Criteria for a Kidney Transplant Procedure
Requirements for adults include:
- Chronic advanced or end-stage renal disease
- Strong heart and blood vessels
- Financial, practical and emotional support
- Good overall health, as determined by your doctor’s assessment
- Positive kidney donor match
Kidney Transplant Recovery
After surgery, you’ll go to recovery for observation before resting in your hospital room. Your team will discuss these or other details:
- You may need dialysis until your kidney makes urine.
- You’ll receive IV fluids, slowly progressing toward liquids and solids.
- You’ll have pain medication to reduce discomfort.
- Your team will monitor medications and kidney or other functions.
- Within a day, you’ll get out of bed and move around.
Hospital stays range from 3 to 5 days or more. Kidney transplant donors typically stay 2 days. Before leaving, your care team will instruct you. You’ll learn about transplant side effects, preventive steps and follow-up care. Your nurse will discuss blood pressure management and kidney failure symptoms. A dietitian will discuss your kidney transplant diet.
You’ll need lifelong immune-suppressing medications so your immune system won’t attack your new kidney. Once home, you can relax or walk. Your physical therapist may suggest exercises but avoid strenuous lifting. Most people return to normal routines in 2 or 3 months. Full recovery takes 6 months or more.
Risks and Complications
As with any surgery, kidney transplantation is not without risk. Your transplant team will review the risks of the procedure with you and discuss any side effects you may have after the surgery.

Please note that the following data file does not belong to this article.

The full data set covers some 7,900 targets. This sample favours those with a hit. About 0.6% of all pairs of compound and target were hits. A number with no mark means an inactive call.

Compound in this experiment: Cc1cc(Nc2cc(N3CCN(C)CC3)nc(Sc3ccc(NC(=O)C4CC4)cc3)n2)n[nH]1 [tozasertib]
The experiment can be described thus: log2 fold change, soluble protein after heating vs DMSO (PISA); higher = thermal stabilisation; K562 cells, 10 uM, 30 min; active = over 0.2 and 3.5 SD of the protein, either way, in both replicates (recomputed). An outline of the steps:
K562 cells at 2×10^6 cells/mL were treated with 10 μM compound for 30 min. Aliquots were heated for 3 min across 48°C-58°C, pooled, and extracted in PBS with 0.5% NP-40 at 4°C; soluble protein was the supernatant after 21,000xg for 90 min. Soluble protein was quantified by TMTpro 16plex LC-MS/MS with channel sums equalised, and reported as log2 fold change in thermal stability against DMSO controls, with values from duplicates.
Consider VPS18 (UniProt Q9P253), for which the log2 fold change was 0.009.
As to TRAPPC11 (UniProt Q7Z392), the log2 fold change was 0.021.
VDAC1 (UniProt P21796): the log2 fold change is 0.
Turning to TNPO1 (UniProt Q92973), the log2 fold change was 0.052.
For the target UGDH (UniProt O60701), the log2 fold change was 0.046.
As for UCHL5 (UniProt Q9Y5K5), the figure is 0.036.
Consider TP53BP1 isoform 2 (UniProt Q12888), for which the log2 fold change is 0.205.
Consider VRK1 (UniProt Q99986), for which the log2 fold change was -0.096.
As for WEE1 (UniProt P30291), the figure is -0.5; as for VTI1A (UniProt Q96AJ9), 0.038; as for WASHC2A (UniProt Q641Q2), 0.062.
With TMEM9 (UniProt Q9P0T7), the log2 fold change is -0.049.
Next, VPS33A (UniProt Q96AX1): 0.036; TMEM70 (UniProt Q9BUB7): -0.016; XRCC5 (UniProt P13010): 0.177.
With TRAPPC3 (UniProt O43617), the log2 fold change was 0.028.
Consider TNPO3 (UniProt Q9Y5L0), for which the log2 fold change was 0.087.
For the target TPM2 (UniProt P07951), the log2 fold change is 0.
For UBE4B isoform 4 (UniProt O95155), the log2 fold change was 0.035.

Risks and complications may include:
- Lack of kidney function, or kidney failure
- Organ rejection
- Blood clots or bleeding
- Ureter leak
After your kidney transplant, you’ll take medicines to suppress your immune system. This is to help keep your body from rejecting the new organ. Sometimes these medicines cause side effects, including:
- High blood pressure or high cholesterol
- Weight gain
- Fluid retention, also called edema
Your transplant team will monitor you closely for signs of infection, organ rejection and other problems after surgery. You’ll also receive education that will help you and your caregivers know what to watch for and when to contact your doctor.
Trust Temple’s Innovation, Experience and Commitment to Your Care
At Temple Health, many specialists cooperate to manage kidney failure. With decades of nephrology and transplant surgery experience, we understand complex kidney disease. You receive top-level care and therapies.
- Skilled teams – Philadelphia magazine and Best Doctors in America® rank Temple Health doctors among the best. Our specialists manage kidney and related conditions, such as cancer or diabetes. Learn about your care team.
- Innovative care – Temple Health doctors apply the latest evidence-based findings to your care. We partner with academic pioneers who explore every detail – from T-cells to transplant immunology – to advance new therapies.
- Transplant success – Our program has successfully treated hundreds of transplant patients. Temple’s kidney transplant program consistently transplants patients at a higher rate than the national average.*
- Acute-care hospital – Temple University Hospital is one of the region's most respected academic medical centers.
*According to the July 2021 Scientific Registry of Transplant Recipients report.
When George was told he needed a kidney transplant, he felt like all hope was lost. But even with a weak heart and end-stage kidney disease, Dr. Antonio Di Carlo felt he was a candidate for transplant. Thanks to the expertise of Temple and his wife’s loving gift of a living kidney, George has his life back.
Read more about George’s kidney transplant journey >